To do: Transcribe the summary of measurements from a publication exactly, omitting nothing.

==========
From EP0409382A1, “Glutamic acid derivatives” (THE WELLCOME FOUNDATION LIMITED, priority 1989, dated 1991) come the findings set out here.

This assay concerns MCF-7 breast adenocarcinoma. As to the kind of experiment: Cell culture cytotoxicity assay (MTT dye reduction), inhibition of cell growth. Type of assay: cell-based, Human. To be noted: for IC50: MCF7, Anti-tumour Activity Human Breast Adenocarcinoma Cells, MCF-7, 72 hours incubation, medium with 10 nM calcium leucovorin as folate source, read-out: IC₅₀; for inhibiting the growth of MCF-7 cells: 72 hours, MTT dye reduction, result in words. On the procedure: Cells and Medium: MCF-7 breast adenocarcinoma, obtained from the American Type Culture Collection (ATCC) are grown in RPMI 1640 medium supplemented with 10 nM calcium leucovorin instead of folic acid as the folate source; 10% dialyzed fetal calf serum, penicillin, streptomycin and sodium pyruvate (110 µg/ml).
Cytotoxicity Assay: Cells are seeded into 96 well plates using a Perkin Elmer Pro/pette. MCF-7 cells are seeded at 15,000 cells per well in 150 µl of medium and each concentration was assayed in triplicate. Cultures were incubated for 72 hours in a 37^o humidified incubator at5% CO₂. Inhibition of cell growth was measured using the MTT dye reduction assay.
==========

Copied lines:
From EP0409382A1, “Glutamic acid derivatives” (THE WELLCOME FOUNDATION LIMITED, priority 1989, dated 1991) come the findings set out here.

This assay concerns MCF-7 breast adenocarcinoma. As to the kind of experiment: Cell culture cytotoxicity assay (MTT dye reduction), inhibition of cell growth. Type of assay: cell-based, Human. To be noted: for IC50: MCF7, Anti-tumour Activity Human Breast Adenocarcinoma Cells, MCF-7, 72 hours incubation, medium with 10 nM calcium leucovorin as folate source, read-out: IC₅₀; for inhibiting the growth of MCF-7 cells: 72 hours, MTT dye reduction, result in words. On the procedure: Cells and Medium: MCF-7 breast adenocarcinoma, obtained from the American Type Culture Collection (ATCC) are grown in RPMI 1640 medium supplemented with 10 nM calcium leucovorin instead of folic acid as the folate source; 10% dialyzed fetal calf serum, penicillin, streptomycin and sodium pyruvate (110 µg/ml).
Cytotoxicity Assay: Cells are seeded into 96 well plates using a Perkin Elmer Pro/pette. MCF-7 cells are seeded at 15,000 cells per well in 150 µl of medium and each concentration was assayed in triplicate. Cultures were incubated for 72 hours in a 37^o humidified incubator at5% CO₂. Inhibition of cell growth was measured using the MTT dye reduction assay.